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Case Reports in Surgery
Volume 2011, Article ID 371082, 5 pages
http://dx.doi.org/10.1155/2011/371082
Case Report

Glomus Tumor of the Stomach: A Rare Cause of Upper Gastrointestinal Bleeding

1Department of General Surgery, São Francisco University Hospital, 09190-370 Bragança Paulista, SP, Brazil
2São Francisco University Medical School, 09190-370 Bragança Paulista, SP, Brazil
3Division of Pathology, Specialized Center of Pathological Diagnosis (CEDAP), 09190-370 Bragança Paulista, SP, Brazil
4Post-Graduate Program in Health Sciences, São Francisco University, Rua Rui Barbosa, 255 Apto. 32, 09190-370 Santo André, SP, Brazil

Received 2 August 2011; Accepted 21 August 2011

Academic Editors: A. R. Novotny, Y. Rino, and J. M. Strzelczyk

Copyright © 2011 Enzo Fabrício Ribeiro Nascimento et al. This is an open access article distributed under the Creative Commons Attribution License, which permits unrestricted use, distribution, and reproduction in any medium, provided the original work is properly cited.

Abstract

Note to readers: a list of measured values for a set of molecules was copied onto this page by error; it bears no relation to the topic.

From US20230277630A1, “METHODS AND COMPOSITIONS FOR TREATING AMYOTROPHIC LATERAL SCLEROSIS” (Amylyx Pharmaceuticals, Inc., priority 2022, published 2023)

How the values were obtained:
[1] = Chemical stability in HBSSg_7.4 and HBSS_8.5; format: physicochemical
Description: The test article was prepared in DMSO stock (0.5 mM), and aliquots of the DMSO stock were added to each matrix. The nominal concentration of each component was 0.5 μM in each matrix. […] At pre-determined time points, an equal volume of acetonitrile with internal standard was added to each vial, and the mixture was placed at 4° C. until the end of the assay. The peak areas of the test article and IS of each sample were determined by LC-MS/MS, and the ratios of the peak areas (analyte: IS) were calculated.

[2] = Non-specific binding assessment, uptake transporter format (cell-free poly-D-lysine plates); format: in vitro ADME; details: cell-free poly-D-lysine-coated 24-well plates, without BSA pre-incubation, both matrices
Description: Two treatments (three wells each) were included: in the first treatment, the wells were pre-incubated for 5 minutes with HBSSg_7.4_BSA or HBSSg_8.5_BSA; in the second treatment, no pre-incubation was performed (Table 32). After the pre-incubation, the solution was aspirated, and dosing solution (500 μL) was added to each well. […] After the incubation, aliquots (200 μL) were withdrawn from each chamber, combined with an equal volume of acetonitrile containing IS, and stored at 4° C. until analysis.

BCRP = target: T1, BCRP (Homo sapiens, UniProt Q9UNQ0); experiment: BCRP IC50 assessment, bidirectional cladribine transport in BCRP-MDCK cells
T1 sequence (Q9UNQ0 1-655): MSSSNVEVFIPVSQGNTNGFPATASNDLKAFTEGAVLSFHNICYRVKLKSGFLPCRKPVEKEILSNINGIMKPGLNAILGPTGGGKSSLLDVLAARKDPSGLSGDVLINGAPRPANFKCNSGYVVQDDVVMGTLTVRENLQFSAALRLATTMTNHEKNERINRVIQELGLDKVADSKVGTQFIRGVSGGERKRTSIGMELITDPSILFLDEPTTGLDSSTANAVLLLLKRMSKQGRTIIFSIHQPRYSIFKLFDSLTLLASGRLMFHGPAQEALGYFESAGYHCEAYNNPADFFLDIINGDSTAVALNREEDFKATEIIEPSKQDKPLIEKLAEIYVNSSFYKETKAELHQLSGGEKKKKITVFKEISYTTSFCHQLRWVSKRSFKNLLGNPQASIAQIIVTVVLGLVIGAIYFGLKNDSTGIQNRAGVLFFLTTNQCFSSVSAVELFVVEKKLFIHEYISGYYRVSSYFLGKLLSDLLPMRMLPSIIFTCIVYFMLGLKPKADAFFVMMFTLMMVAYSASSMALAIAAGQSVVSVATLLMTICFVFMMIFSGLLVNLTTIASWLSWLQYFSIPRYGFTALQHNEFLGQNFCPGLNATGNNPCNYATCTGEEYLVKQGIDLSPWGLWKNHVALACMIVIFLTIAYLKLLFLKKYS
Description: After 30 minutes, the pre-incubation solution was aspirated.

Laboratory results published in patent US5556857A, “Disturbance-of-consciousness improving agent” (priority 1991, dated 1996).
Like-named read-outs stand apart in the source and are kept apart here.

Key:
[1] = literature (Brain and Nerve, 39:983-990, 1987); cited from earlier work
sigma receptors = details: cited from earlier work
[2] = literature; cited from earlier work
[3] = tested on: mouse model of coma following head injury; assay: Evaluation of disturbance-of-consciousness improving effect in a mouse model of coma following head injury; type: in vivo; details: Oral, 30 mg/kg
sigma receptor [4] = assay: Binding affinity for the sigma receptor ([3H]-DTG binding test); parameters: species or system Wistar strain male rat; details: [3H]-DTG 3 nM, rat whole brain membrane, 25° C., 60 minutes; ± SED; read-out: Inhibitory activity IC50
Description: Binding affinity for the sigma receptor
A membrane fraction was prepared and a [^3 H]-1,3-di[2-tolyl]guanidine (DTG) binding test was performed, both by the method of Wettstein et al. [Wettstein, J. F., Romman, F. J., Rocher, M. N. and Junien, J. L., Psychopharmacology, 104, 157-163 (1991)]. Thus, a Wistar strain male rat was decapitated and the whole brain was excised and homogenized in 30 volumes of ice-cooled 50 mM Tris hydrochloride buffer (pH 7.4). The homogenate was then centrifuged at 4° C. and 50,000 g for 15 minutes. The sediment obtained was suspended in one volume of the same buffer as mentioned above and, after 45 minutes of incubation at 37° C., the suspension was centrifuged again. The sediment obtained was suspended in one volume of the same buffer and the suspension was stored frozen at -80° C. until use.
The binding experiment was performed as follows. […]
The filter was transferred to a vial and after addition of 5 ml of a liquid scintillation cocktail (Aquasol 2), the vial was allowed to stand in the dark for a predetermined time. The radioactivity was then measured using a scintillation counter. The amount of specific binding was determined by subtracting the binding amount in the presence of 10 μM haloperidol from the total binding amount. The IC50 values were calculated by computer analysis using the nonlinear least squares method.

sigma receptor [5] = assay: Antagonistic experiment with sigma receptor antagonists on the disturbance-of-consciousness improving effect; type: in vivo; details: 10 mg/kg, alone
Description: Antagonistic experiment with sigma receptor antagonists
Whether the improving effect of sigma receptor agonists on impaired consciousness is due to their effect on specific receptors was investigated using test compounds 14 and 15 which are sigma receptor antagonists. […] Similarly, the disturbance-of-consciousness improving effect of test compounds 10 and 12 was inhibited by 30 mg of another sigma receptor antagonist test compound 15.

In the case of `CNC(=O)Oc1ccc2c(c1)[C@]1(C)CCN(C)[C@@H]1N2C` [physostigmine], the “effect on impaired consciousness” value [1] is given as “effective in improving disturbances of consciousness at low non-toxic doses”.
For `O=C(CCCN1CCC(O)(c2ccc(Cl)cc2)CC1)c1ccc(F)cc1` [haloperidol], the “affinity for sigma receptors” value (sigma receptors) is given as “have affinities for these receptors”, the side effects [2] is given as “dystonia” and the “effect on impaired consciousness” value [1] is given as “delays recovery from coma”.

Introduction. Glomus tumors (GTs) are benign neoplasm originating from the glomus body, commonly described in subungual region. The involvement abdominal is rare. Our aim is to describe a case of glomus tumor of the stomach that presented upper gastrointestinal bleeding. A 34-year-old woman was admitted with upper gastrointestinal bleeding and underwent an upper endoscopy that showed bleeding arising from an ulcerated lesion, treated by sclerosis therapy. A new endoscopy confirmed a submucosal lesion in upper portion of the stomach. During the laparotomy, a tumor at the upper anterior wall of gastric body was found and resected by a vertical gastrectomy. The pathological exam revealed hyperplastic smooth muscle fibers of the muscularis propria of the stomach wall, surrounded by hyaline stroma. The immunohistochemistry panel was positive for smooth muscle actin and type IV collagen, with low rate of mitosis studied by Ki-67 which allowed the final diagnosis of a gastric glomus tumor. Discussion. The majority of intraperitoneal glomus tumors occur in the stomach, and it is phenotypically similar to those localized in peripheral sites. Gastric GT generally is a benign tumor although it can be malignant and have the potential to metastasize. Conclusion. Even though gastric glomus tumor is rarely described, it should be considered as a possible cause of a major upper gastrointestinal bleeding.